Estate planning is important no matter your income or net worth.
Only the wealthy need wills?
It is a great myth.
Do not believe it.
According to a recent CNBC article titled “You don’t have to be wealthy to put this estate plan into place,” not having an estate plan is a dangerous decision.
You need a will to ensure your wishes are met after you pass away.
If you die without a will, your estate may be divided according to the laws of your state.
This means someone you did not intend to inherit from you may do just that.
The beneficiaries may also receive more or less than you would have allotted.
If you have minor children, you need a will to nominate a guardian should you and your spouse die.
Chances are you want someone with similar values to rear them, yes?
A will is only a part of an estate plan.
You also need to make sure beneficiary designations on any retirement accounts or life insurance policies are updated.
These designations override any stipulations you may make in your will.
There are also a few documents through which you need to assign essential powers and authorities should you become incapacitated.
These include an advance health care directive and a general durable power of attorney.
What do these do?
Through the health care treatment directive component of your advance health care directive you can provide instructions regarding what treatments you would like (or not like) should you be unable to communicate your own preferences when relevant.
In addition, the advance health care directive also contains a durable power of attorney for health care decisions allowing you to appoint the decision-makers of your own choosing.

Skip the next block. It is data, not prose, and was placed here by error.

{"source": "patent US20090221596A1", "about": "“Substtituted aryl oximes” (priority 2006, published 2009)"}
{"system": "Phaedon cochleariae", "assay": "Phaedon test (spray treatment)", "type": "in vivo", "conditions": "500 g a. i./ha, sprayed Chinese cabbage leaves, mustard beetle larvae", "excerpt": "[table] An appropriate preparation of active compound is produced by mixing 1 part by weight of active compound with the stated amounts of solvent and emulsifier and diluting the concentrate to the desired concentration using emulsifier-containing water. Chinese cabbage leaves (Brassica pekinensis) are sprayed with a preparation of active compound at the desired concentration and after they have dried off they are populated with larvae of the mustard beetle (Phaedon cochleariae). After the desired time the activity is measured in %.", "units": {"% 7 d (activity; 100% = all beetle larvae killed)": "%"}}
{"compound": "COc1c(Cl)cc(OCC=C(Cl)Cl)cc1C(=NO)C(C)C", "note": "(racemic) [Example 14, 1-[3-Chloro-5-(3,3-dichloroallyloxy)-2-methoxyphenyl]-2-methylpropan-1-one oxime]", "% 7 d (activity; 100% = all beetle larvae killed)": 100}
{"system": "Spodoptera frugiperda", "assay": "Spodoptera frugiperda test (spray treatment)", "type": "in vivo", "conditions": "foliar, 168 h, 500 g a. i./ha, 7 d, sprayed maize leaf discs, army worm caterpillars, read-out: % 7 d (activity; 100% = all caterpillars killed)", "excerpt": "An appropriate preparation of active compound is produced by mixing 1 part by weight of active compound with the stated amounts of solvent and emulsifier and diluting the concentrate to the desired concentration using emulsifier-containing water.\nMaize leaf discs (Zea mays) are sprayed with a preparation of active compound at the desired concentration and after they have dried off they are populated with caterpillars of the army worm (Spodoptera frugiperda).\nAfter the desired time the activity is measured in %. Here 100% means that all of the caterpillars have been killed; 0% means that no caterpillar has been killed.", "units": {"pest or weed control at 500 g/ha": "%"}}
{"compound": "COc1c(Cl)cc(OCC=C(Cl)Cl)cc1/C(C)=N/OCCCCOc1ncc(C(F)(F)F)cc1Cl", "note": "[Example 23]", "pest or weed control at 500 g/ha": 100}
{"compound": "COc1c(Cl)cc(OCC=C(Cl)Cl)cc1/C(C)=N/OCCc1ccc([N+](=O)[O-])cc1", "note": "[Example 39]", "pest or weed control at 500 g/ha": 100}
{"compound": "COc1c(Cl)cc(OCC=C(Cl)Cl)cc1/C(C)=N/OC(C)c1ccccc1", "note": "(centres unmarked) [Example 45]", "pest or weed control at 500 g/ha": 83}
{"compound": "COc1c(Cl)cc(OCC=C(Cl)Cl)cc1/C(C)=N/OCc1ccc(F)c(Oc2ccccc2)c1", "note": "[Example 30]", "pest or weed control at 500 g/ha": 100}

The general durable power of attorney give someone of your own selection the power to oversee your finances should you be unable to do so.
As you can see, having no estate plan is a dangerous move.
Work with an experienced estate planning attorney to ensure your loved ones and your assets are protected.
So, how do you find an "experienced" estate planning attorney?
First, ask around. Friends, family and other professional advisors are trustworthy sources.
Second, conduct an "organic" search on "Google" for "estate planning" near you (e.g., "Estate Planning Anytown MoKan").
Third, either way, verify! Check out the education, experience, ratings and client reviews of any attorney before you contact him or her.
In fact, I use both of these services to thoroughly vett attorneys before referring members of our "client" family for legal help in other areas of law or for matters in jurisdictions outside Kansas or Missouri.
Remember: “An ounce of prevention is worth a pound of cure.” When making your financial, tax and estate plans, do not go it alone. Be sure to engage competent professional counsel.
For more information about estate planning in Overland Park, KS (and throughout the rest of Kansas and Missouri), visit our estate planning website and be sure to subscribe to our complimentary estate planning e-newsletter while you are there.
Reference: CNBC (August 8, 2018) “You don’t have to be wealthy to put this estate plan into place”